COMEBACK KID

John Michael Montgomery has a new house, a new record and a hunger to be back on top – but still, something's missing

"I never thought I'd ever have a place like this," declares John Michael Montgomery as he surveys the sprawling new home he shares with wife Crystal, daughter Madison, 6, and son Walker, 4, near his boyhood home outside Lexington, Ky.

"I wanted a log cabin out in the woods, a nice little simple place," he continues with a smile. "I always felt like if I could own a nice home – doesn't have to be big, just be able to pay for it – a pickup truck and a boat, then I'd be doin' pretty good."

By that standard, or pretty much any other, John Michael is doing "pretty good."

And his home amid the rolling hills of a former horse farm definitely reflects his successes – and his passions.

From the converted barn that houses the walk-in cooler where he keeps the game he hunts, to the three big, friendly dogs lounging just outside the kitchen entrance and the memorabilia of family and career placed throughout the house – John Michael is in his element.

His 25-acre home site is the larges piece of 60 acres he bought when he and Crystal decided their former home – ironically, a log house – wasn't the place they wanted to rear their kids. So they built this house, blending a Southern Georgian Colonial exterior with a French Provincial interior, and moved into their new digs in September 2001.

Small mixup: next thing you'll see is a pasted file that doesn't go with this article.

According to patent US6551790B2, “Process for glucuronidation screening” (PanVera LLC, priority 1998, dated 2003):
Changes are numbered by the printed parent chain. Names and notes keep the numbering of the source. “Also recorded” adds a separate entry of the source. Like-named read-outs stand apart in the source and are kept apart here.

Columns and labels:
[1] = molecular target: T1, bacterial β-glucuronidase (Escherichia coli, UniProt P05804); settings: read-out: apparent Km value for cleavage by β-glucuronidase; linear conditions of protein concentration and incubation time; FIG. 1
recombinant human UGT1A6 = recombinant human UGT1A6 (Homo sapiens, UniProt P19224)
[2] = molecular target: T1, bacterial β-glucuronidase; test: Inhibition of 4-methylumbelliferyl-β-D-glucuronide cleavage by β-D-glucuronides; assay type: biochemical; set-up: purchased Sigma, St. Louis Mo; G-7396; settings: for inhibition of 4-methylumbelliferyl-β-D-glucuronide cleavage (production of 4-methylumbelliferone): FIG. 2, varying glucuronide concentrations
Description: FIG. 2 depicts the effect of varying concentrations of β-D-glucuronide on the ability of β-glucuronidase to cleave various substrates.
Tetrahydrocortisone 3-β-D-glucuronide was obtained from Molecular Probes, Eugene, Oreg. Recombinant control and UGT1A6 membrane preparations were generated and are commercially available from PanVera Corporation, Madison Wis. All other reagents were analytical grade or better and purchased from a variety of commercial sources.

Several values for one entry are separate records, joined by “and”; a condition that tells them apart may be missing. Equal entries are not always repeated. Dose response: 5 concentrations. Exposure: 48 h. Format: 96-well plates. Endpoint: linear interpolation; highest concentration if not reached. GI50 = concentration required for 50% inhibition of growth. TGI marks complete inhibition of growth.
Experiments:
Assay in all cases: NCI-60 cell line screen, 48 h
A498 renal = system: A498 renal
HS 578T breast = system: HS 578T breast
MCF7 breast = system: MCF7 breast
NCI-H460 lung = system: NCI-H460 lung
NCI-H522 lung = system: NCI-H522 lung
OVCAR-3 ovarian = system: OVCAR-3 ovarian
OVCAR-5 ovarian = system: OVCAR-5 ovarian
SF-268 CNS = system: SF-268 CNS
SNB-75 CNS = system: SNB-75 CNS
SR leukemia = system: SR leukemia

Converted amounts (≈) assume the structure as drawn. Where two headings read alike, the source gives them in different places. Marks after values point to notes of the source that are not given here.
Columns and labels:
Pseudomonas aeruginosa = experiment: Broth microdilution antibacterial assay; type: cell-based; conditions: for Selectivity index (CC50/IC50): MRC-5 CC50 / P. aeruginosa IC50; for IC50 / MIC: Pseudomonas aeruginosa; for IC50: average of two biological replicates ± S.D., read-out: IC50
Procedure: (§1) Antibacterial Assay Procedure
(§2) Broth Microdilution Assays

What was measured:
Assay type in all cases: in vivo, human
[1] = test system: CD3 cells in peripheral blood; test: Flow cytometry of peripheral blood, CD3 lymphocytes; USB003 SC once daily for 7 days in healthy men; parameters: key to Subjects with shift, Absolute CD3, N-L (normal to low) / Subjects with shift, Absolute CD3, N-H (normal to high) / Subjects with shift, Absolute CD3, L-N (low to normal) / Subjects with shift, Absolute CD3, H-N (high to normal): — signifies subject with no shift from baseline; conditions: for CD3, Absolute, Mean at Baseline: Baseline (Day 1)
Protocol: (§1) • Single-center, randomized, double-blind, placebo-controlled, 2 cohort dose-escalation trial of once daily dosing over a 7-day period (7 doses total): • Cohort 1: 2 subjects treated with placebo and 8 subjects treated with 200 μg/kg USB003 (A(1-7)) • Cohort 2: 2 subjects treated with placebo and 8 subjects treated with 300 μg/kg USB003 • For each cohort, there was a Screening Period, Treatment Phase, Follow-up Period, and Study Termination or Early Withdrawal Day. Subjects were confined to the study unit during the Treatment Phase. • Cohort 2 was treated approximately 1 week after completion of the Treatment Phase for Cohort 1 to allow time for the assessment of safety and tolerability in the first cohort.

To say John Michael has a right to be proud as he looks around his property is putting it mildly.

"Where we came from," he recalls of his early family life, "we grew up in houses that barely had roofs. Roach infested, rat infested, you know? We were just country people. We ate good every night. If we didn't buy it, we went out and shot it. But we just never had anything. All we had was guitars sittin' round the house."

And those guitars made all the difference – for John Michael and brother Eddie of Montgomery Gentry. "We feel so fortunate to get the break in life we did," explains John Michael. "And, considerin' where we come from, the odds of both of us having the success we've had were zero to none."

In John Michael's case, his award-winning recording career has spanned more than a decade and included a string of hits from 1992's "Life's a Dance" through "I Swear," "Sold" and "The Little Girl."

While he candidly admits his latest CD, Pictures, hasn't yet fulfilled the expectations he has for it, he's confident it can with releases like the current single, "Country Thang," an ode to John Michael's country lifestyle.

"We've just gotta get into the album a little deeper," he explains, "into the songs I feel like my fans out there want to hear. 'Country Thang,' 'Four-Wheel Drive,' 'Love and Alcohol,' 'Pictures' and 'I Wanna Be There' – those are my five favorites. And I think 'Four-Wheel Drive' is the biggest sleeper on the album."

The good-time tune has playfully suggestive lyrics that make listeners think about new meanings to the term "off-road experience."

"I get standin' ovations for it when I do it in shows," he declares with a grin. "People absolutely fall over when I play it!"